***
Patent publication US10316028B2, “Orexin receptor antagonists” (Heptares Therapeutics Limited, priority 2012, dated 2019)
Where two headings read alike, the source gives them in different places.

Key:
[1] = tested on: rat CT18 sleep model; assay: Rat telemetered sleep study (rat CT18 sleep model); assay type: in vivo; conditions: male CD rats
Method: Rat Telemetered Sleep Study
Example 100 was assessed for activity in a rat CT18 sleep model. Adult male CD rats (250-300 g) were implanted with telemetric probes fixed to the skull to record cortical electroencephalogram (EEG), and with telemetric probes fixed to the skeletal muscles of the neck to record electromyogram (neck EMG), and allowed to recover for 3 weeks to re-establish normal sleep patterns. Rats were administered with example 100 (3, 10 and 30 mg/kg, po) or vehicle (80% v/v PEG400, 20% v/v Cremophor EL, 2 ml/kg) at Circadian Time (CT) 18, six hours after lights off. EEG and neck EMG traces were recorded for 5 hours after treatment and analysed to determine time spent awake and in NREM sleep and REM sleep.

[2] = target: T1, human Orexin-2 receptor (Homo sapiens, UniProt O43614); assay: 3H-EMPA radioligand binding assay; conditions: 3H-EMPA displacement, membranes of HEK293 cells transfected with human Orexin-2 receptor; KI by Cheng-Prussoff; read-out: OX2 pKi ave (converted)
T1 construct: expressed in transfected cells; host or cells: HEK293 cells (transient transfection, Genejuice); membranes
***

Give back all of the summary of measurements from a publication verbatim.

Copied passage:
Patent publication US10316028B2, “Orexin receptor antagonists” (Heptares Therapeutics Limited, priority 2012, dated 2019)
Where two headings read alike, the source gives them in different places.

Key:
[1] = tested on: rat CT18 sleep model; assay: Rat telemetered sleep study (rat CT18 sleep model); assay type: in vivo; conditions: male CD rats
Method: Rat Telemetered Sleep Study
Example 100 was assessed for activity in a rat CT18 sleep model. Adult male CD rats (250-300 g) were implanted with telemetric probes fixed to the skull to record cortical electroencephalogram (EEG), and with telemetric probes fixed to the skeletal muscles of the neck to record electromyogram (neck EMG), and allowed to recover for 3 weeks to re-establish normal sleep patterns. Rats were administered with example 100 (3, 10 and 30 mg/kg, po) or vehicle (80% v/v PEG400, 20% v/v Cremophor EL, 2 ml/kg) at Circadian Time (CT) 18, six hours after lights off. EEG and neck EMG traces were recorded for 5 hours after treatment and analysed to determine time spent awake and in NREM sleep and REM sleep.

[2] = target: T1, human Orexin-2 receptor (Homo sapiens, UniProt O43614); assay: 3H-EMPA radioligand binding assay; conditions: 3H-EMPA displacement, membranes of HEK293 cells transfected with human Orexin-2 receptor; KI by Cheng-Prussoff; read-out: OX2 pKi ave (converted)
T1 construct: expressed in transfected cells; host or cells: HEK293 cells (transient transfection, Genejuice); membranes